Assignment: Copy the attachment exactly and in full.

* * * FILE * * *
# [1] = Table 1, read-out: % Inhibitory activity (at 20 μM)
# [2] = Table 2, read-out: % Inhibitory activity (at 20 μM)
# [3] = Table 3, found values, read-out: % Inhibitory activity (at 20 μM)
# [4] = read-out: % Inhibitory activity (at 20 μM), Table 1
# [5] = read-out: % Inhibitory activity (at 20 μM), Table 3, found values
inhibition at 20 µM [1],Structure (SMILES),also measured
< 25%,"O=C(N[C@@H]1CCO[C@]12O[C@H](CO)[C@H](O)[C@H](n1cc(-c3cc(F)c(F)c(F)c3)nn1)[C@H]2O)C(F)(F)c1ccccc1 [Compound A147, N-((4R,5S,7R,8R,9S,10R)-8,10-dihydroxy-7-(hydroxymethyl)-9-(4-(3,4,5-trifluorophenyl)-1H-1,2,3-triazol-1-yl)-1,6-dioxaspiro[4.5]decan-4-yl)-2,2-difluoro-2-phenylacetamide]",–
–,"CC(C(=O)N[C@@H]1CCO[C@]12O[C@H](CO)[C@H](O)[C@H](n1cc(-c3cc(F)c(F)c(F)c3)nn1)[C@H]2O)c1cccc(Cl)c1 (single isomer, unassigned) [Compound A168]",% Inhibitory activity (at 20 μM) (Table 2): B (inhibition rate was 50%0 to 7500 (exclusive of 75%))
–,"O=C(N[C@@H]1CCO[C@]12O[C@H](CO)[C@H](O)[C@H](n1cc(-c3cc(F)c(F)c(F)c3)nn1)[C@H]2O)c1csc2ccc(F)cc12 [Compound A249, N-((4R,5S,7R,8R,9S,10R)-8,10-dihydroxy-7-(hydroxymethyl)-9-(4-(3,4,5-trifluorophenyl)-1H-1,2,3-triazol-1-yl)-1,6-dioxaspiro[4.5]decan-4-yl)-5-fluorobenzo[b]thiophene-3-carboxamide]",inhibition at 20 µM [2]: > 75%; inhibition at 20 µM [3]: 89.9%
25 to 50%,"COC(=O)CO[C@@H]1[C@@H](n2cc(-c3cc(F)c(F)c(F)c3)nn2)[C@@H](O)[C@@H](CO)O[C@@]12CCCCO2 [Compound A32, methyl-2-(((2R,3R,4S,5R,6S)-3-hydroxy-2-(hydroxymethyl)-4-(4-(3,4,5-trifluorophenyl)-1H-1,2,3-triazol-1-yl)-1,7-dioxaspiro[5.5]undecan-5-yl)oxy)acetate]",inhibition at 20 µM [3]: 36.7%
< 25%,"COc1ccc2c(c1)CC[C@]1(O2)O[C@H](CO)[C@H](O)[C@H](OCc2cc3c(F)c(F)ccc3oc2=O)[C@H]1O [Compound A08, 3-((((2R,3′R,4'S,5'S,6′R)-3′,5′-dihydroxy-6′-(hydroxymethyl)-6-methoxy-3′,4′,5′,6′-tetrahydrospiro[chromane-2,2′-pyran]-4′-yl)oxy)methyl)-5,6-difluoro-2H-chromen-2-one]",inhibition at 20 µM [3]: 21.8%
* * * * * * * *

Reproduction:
# [1] = Table 1, read-out: % Inhibitory activity (at 20 μM)
# [2] = Table 2, read-out: % Inhibitory activity (at 20 μM)
# [3] = Table 3, found values, read-out: % Inhibitory activity (at 20 μM)
# [4] = read-out: % Inhibitory activity (at 20 μM), Table 1
# [5] = read-out: % Inhibitory activity (at 20 μM), Table 3, found values
inhibition at 20 µM [1],Structure (SMILES),also measured
< 25%,"O=C(N[C@@H]1CCO[C@]12O[C@H](CO)[C@H](O)[C@H](n1cc(-c3cc(F)c(F)c(F)c3)nn1)[C@H]2O)C(F)(F)c1ccccc1 [Compound A147, N-((4R,5S,7R,8R,9S,10R)-8,10-dihydroxy-7-(hydroxymethyl)-9-(4-(3,4,5-trifluorophenyl)-1H-1,2,3-triazol-1-yl)-1,6-dioxaspiro[4.5]decan-4-yl)-2,2-difluoro-2-phenylacetamide]",–
–,"CC(C(=O)N[C@@H]1CCO[C@]12O[C@H](CO)[C@H](O)[C@H](n1cc(-c3cc(F)c(F)c(F)c3)nn1)[C@H]2O)c1cccc(Cl)c1 (single isomer, unassigned) [Compound A168]",% Inhibitory activity (at 20 μM) (Table 2): B (inhibition rate was 50%0 to 7500 (exclusive of 75%))
–,"O=C(N[C@@H]1CCO[C@]12O[C@H](CO)[C@H](O)[C@H](n1cc(-c3cc(F)c(F)c(F)c3)nn1)[C@H]2O)c1csc2ccc(F)cc12 [Compound A249, N-((4R,5S,7R,8R,9S,10R)-8,10-dihydroxy-7-(hydroxymethyl)-9-(4-(3,4,5-trifluorophenyl)-1H-1,2,3-triazol-1-yl)-1,6-dioxaspiro[4.5]decan-4-yl)-5-fluorobenzo[b]thiophene-3-carboxamide]",inhibition at 20 µM [2]: > 75%; inhibition at 20 µM [3]: 89.9%
25 to 50%,"COC(=O)CO[C@@H]1[C@@H](n2cc(-c3cc(F)c(F)c(F)c3)nn2)[C@@H](O)[C@@H](CO)O[C@@]12CCCCO2 [Compound A32, methyl-2-(((2R,3R,4S,5R,6S)-3-hydroxy-2-(hydroxymethyl)-4-(4-(3,4,5-trifluorophenyl)-1H-1,2,3-triazol-1-yl)-1,7-dioxaspiro[5.5]undecan-5-yl)oxy)acetate]",inhibition at 20 µM [3]: 36.7%
< 25%,"COc1ccc2c(c1)CC[C@]1(O2)O[C@H](CO)[C@H](O)[C@H](OCc2cc3c(F)c(F)ccc3oc2=O)[C@H]1O [Compound A08, 3-((((2R,3′R,4'S,5'S,6′R)-3′,5′-dihydroxy-6′-(hydroxymethyl)-6-methoxy-3′,4′,5′,6′-tetrahydrospiro[chromane-2,2′-pyran]-4′-yl)oxy)methyl)-5,6-difluoro-2H-chromen-2-one]",inhibition at 20 µM [3]: 21.8%